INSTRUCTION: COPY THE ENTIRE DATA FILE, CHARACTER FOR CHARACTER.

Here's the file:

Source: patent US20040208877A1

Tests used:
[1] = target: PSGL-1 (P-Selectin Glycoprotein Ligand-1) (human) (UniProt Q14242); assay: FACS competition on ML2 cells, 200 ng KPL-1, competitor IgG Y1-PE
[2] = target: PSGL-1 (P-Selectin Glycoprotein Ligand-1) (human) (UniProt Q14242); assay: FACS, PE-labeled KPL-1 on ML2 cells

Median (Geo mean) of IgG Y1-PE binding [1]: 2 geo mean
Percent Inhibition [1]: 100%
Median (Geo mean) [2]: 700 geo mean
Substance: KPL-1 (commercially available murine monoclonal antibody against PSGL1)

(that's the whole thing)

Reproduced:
Source: patent US20040208877A1

Tests used:
[1] = target: PSGL-1 (P-Selectin Glycoprotein Ligand-1) (human) (UniProt Q14242); assay: FACS competition on ML2 cells, 200 ng KPL-1, competitor IgG Y1-PE
[2] = target: PSGL-1 (P-Selectin Glycoprotein Ligand-1) (human) (UniProt Q14242); assay: FACS, PE-labeled KPL-1 on ML2 cells

Median (Geo mean) of IgG Y1-PE binding [1]: 2 geo mean
Percent Inhibition [1]: 100%
Median (Geo mean) [2]: 700 geo mean
Substance: KPL-1 (commercially available murine monoclonal antibody against PSGL1)